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College of Information and Communications

  • Davis College

SLIS becomes School of Information Science

Posted April 27, 2020
By Rebekah Friedman, communications manager, rebekahb@mailbox.sc.edu, 803-576-7270 


The School of Library and Information Science is now the School of Information Science, following a vote of approval by the University of South Carolina Board of Trustees at an April 24 meeting.

The new moniker will support continued growth of the school’s undergraduate offerings, expand options for graduate students and bring it in line with peer programs that have already undertaken similar name changes.

“We’ve always sought to give students options when it comes to what they study and the careers they can pursue after graduation,” says Tom Reichert, dean of the College of Information and Communications. “Now we have a name that better conveys that versatility and opens the door for us to offer even more.”

The undergraduate program — comprised of the information science major and informatics minor  teaches students to collect, analyze and share data within organizations. Its comprehensive approach spans everything from leadership skills to coding, meaning graduates can work as data analysts, web developers, information architects and even chief information officers. It also serves as a talent pipeline for the school’s nationally ranked Master of Library and Information Science program.

Because information science encompasses the full spectrum of the school’s academic offerings, faculty and leadership believe the new name will better resonate with prospective students at all levels.

“We know the market is strong for information science majors helping companies, governments and nonprofits take advantage of their data to better meet their goals,” says David Lankes, director of the School of Information Science. “Librarians, who require a master’s degree, are an invaluable profession to do this, but we also need passionate information professionals doing the same in the technology and finance sectors. Our name now reflects the expanded impact our graduates can make.”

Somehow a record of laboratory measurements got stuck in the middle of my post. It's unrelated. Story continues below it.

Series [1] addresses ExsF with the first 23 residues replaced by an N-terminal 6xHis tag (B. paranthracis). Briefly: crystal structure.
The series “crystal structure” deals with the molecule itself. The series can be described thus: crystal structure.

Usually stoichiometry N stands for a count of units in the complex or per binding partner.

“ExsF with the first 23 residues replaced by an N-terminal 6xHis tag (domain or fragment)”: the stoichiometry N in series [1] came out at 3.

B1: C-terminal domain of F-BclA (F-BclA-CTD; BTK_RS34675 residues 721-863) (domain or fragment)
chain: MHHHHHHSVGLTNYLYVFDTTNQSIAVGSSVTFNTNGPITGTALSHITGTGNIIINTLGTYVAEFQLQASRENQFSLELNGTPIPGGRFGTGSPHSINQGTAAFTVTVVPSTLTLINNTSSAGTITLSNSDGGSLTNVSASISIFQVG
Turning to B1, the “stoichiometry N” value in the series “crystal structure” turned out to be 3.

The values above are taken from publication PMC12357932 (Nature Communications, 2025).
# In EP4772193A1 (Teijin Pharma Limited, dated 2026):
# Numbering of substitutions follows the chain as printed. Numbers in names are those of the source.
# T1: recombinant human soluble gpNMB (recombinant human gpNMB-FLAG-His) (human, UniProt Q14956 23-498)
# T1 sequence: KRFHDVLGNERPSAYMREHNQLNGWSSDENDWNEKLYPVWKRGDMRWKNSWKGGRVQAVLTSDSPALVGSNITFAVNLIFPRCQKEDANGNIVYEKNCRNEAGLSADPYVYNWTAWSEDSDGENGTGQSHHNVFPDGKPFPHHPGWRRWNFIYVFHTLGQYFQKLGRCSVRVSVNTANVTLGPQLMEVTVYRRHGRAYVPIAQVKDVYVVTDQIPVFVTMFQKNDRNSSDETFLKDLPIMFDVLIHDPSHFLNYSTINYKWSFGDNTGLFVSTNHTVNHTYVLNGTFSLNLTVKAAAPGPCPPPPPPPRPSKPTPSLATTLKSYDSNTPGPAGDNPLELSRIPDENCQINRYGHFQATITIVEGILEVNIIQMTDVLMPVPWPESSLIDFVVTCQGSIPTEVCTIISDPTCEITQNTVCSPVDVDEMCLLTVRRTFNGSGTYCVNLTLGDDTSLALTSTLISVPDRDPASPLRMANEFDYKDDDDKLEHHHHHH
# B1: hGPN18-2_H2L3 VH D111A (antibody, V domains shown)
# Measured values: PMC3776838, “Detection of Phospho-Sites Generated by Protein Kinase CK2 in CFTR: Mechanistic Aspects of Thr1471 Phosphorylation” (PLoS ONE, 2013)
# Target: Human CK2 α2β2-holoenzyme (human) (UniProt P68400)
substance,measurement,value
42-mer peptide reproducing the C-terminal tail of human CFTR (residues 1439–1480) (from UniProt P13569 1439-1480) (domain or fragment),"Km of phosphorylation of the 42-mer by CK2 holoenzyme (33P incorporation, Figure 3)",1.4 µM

South Carolina isn’t the first library science program to broaden its academic horizons. 

The iSchools consortium — a collective of 115 information science schools working to better communicate what the discipline offers  has gained momentum since its founding in 2005. South Carolina joined in 2017.

Additionally, only a dozen of the 64 American Library Association-accredited LIS programs include “library” in their name. Of those, just one is ranked in U.S. News & World Report’s top 10.

In December, the school’s faculty voted to change the name. Leading up to that decision, they spent two-and-a-half years collecting feedback through one-on-one conversations, town halls and surveys of alumni, faculty and students.

While many expressed excitement about the potential change, some worried it suggested a shift away from librarianship education and a rejection of the librarian identity altogether.

But in the past four years, the school has implemented a number of initiatives to bolster its reputation as a leader in librarianship, including:

  • A cohort program with South Carolina K-12 school districts that trains classroom teachers to fill critical school librarian openings.
  • An increased emphasis on preparing the state’s workforce through community literacy efforts.
  • A Fellows program that taps high-profile library experts to advise students, faculty and administrators.
  • A “sister school” relationship with NCUU, a top library science program in Taiwan. 

The school will continue investing in tenure-track library faculty and offering the Master of Library and Information Science degree.

It also plans to offer new degrees at the graduate and undergraduate levels. Faculty are already working with the School of Journalism and Mass Communications to develop collaborative programs in data, media and society.

“Strong libraries are an essential part of strong communities, and that is a mission we remain committed to,” Lankes says. “Strong communities also require strong data scientists, chief information officers, analysts and system developers. The School of Information Science is positioned to provide all of that to the citizens of South Carolina and beyond.”


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